Traffic on Golden Ears Bridge returning to pre-pandemic levels

Commuters from Langley, Pitt Meadows, and Maple Ridge still driving more, taking transit less

A sign to students outside Pitt Meadows secondary. The school is not currently listed by Fraser Health as having COVID-19 exposures. (Neil Corbett/The News)
Four more Maple Ridge/Pitt Meadows schools exposed to COVID-19

Cases at three public schools and Maple Ridge Christian

Restaurant patrons enjoy the weather on a patio in Vancouver, B.C., Monday, April 5, 2021. The province has restricted indoor dining at all restaurants in B.C. due to a spike in COVID-19 numbers. THE CANADIAN PRESS/Jonathan Hayward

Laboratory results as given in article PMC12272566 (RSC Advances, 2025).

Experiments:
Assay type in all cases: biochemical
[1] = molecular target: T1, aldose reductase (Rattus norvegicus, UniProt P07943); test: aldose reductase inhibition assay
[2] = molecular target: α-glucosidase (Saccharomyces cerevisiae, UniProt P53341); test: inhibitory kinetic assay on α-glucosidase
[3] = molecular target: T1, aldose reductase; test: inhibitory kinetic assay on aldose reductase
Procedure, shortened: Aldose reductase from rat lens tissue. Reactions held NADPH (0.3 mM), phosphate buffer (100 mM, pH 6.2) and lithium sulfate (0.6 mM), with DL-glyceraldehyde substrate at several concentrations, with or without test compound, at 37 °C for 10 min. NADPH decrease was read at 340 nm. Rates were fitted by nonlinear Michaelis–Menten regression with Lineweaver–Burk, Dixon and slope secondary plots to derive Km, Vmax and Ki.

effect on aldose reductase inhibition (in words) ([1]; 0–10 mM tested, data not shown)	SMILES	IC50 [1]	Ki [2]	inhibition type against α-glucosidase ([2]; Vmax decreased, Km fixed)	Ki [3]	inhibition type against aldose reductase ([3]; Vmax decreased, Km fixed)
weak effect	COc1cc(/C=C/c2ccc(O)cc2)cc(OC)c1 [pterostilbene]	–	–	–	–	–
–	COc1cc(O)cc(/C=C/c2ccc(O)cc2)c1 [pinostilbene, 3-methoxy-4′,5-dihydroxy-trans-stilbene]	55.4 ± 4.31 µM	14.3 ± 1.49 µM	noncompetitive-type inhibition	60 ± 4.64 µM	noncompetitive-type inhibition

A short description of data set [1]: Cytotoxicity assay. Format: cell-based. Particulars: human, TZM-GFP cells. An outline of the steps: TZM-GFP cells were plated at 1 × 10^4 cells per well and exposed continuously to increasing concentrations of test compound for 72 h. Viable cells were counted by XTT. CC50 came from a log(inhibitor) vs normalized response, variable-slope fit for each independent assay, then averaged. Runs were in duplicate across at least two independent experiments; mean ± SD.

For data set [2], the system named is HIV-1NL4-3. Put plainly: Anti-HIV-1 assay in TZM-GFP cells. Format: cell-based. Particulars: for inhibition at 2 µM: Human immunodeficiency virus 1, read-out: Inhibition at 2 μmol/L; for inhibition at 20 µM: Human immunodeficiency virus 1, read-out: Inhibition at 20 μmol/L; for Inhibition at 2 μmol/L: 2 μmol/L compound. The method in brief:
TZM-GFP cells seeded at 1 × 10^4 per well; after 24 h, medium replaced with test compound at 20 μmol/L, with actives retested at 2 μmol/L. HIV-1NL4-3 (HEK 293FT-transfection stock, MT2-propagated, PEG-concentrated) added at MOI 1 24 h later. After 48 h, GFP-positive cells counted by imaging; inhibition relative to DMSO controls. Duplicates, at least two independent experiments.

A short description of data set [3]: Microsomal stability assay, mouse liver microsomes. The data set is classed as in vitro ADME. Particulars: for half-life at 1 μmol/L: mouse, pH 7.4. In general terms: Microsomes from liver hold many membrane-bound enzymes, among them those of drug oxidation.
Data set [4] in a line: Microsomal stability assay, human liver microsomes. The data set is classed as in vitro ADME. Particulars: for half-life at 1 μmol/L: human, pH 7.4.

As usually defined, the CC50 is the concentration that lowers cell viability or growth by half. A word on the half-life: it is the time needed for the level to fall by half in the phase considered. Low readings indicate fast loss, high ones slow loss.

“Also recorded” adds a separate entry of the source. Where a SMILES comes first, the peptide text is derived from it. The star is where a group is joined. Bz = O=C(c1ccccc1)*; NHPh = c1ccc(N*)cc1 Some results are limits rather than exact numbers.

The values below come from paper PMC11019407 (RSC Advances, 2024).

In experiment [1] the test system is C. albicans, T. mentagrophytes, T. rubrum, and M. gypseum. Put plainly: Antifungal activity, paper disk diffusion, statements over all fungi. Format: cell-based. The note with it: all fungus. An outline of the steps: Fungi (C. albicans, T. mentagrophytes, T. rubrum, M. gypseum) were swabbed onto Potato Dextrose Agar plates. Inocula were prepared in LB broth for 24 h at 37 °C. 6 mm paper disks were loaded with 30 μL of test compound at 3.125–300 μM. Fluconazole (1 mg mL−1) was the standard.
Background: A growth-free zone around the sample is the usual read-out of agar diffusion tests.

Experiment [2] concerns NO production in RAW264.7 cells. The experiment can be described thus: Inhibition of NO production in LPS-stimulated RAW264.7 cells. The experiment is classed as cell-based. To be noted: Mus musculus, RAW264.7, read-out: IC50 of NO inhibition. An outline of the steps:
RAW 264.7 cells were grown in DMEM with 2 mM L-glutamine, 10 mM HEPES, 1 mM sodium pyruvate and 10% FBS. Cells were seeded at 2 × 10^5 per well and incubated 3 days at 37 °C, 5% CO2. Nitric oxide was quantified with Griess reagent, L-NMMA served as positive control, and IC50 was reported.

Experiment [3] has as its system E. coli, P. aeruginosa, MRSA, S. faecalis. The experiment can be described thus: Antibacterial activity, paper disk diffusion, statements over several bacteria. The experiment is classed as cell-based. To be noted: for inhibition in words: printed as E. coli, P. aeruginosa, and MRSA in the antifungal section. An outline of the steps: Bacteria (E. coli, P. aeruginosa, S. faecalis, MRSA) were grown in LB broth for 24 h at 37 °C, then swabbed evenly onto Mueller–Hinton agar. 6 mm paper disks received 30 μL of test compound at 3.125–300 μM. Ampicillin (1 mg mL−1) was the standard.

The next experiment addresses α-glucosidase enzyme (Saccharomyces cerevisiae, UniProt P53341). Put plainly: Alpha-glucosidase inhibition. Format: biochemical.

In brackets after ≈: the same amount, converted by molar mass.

B.C.’s COVID-19 indoor dining, drinking ban extending into May

Restaurant association says patio rules to be clarified

B.C. Premier John Horgan speaks at the B.C. legislature. (B.C. government)
Tougher COVID-19 restrictions in B.C., including travel, still ‘on the table’: Horgan

John Horgan says travel restrictions will be discussed Wednesday by the provincial cabinet

Protesters occupied a road leading to Fairy Creek Watershed near Port Renfrew. (Submitted photo)
B.C. First Nation says logging activist interference not welcome at Fairy Creek

Vancouver Island’s Pacheedaht concerned about increasing polarization over forestry activities

Flow Academy is not accepting membership applications from anybody who has received a dose of the vaccine, according to a password-protected membership application form. (Submitted image)